– What tasks, which the Academy’s specialists used to solve with heroic efforts, do they solve today in the course of their regular work?
– The investment project, implemented in 2018–2022, made it possible to create modern and efficient facilities to provide training activities in the nuclear industry and helped build a system for training of the personnel of NPPs that ROSATOM constructs abroad. The repairs have been carried out, the equipment purchased, the simulators put into operation, the training and methodological materials developed and the staff trained. Now, the system is working steadily: the Academy trains specialists of the plants under construction in Bangladesh, Turkey, Egypt, Hungary.
At the same time, we are exploring the opportunities and trying to build a system of proactive personnel training for the new nuclear power industry. The Moscow Branch has been completely transformed towards this goal. What is involved in building a new project? We need to follow the familiar path: people, facilities, training materials, simulators – everything has to be started from scratch. This is where heroic efforts never end. Nuclear power itself and the operation of a nuclear power plant is a quiet and confident job. But it originates in heroic efforts.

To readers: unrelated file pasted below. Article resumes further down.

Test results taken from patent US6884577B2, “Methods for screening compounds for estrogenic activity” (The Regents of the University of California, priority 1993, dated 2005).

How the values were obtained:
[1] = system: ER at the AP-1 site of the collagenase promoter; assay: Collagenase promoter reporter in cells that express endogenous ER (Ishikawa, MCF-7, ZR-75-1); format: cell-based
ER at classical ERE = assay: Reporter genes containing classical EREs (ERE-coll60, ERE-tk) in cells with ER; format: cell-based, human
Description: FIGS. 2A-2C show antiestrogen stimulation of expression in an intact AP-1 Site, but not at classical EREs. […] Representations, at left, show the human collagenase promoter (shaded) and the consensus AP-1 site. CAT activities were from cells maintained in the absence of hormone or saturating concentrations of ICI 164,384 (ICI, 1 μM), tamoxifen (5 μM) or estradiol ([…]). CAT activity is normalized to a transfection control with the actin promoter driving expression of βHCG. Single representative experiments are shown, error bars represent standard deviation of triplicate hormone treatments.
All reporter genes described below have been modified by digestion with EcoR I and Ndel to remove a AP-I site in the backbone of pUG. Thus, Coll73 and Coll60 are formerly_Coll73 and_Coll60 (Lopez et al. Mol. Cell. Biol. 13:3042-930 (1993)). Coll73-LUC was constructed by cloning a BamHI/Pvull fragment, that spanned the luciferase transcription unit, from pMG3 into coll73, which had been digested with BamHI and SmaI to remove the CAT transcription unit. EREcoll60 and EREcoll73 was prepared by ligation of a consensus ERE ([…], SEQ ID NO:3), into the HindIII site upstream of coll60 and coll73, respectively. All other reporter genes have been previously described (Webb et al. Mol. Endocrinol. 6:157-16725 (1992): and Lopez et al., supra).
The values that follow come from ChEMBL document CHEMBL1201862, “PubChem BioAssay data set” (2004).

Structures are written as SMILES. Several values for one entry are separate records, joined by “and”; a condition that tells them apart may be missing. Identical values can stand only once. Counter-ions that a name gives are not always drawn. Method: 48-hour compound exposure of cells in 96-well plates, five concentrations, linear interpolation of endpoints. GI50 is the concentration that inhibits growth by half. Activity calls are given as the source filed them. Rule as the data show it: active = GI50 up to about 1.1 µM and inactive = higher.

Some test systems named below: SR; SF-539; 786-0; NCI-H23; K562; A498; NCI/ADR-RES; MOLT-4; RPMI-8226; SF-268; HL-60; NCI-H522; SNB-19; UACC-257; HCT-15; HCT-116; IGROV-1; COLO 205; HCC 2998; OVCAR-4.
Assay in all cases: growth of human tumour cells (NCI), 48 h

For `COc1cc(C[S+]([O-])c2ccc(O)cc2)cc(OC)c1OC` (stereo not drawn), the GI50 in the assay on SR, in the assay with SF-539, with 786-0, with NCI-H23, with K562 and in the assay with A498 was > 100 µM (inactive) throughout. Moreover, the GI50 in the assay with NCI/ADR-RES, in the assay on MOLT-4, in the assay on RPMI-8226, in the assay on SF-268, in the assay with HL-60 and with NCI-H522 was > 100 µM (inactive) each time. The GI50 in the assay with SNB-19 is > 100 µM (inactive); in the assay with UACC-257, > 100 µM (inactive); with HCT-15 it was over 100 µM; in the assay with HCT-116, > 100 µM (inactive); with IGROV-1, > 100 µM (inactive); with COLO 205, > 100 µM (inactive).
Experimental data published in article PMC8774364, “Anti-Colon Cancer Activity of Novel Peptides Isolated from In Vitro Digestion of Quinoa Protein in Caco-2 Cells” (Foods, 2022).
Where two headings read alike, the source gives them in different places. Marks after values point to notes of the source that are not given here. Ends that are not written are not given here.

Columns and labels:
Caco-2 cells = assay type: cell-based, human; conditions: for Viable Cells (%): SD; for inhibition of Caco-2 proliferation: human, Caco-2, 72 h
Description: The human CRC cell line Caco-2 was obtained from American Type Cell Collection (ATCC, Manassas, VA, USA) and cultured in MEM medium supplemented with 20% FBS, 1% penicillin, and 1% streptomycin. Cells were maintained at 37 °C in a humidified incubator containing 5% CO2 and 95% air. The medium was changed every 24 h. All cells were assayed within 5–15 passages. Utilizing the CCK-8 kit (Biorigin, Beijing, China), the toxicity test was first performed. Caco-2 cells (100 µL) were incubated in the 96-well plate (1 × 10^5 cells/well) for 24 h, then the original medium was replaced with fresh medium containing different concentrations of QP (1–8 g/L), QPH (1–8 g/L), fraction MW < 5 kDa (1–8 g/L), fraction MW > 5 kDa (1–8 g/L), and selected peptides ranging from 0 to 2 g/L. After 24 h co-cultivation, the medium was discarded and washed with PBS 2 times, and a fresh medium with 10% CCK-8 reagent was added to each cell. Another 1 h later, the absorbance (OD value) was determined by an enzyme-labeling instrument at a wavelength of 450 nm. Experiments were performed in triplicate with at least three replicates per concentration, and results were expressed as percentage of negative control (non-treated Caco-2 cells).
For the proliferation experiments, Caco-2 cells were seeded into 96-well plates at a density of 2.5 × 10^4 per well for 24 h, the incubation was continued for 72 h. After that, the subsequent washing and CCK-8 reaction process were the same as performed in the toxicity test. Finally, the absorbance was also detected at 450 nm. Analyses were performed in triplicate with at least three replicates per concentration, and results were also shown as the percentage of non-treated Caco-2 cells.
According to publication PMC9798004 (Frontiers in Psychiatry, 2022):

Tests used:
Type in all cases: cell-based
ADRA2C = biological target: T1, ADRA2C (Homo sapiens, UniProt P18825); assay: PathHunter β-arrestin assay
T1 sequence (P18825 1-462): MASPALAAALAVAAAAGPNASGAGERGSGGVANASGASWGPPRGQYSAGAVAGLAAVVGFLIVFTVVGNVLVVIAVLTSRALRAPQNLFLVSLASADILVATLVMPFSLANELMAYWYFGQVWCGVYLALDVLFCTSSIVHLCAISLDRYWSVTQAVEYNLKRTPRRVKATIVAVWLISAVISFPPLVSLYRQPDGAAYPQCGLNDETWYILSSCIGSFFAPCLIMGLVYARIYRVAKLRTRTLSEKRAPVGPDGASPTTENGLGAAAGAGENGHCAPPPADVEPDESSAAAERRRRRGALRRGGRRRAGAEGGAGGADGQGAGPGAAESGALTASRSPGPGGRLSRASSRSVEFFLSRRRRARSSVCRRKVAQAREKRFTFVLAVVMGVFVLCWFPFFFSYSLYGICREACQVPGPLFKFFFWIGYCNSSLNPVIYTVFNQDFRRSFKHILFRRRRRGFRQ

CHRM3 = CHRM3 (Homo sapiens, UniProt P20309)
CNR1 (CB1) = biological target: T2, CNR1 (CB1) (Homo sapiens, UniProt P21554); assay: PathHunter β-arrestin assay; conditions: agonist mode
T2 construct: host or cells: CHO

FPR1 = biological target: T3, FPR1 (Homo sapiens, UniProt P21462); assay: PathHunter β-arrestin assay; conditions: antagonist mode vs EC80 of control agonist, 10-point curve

Last December, Rosatom Technical Academy concluded a framework agreement with NovaWind JSC. Today, the regular interaction with the Wind Power Division is established and the training is provided. The cooperation with the Russian Association of Wind Power Industry allows us to assess the industry’s training needs and expand the range of training courses. The Academy presented its training services for the new markets at this year’s International Wind Energy Forum dedicated to the renewable energy and electric transport.
The system of personnel training for a new promising area of industrial waste treatment and utilisation is also being developed from scratch. We signed a corresponding agreement with the Federal Environmental Operator in January. The Novovoronezh Branch developed an investment project for the establishment of a welder training centre. We are talking about highly qualified specialists who will be certified by Rostekhnadzor in order to be allowed to work at the facility. Next year, we plan to start the construction of the Multi-purpose Centre for Physical Protection. The project is ready and has passed expert appraisal.
– The Academy’s international activities began in 2010 (it was Central Institute for Continuing Education and Training at that time) along with the IAEA’s commitment to assist newcomer countries. Today, the training of nuclear infrastructure personnel is once again in high demand. Why is that so?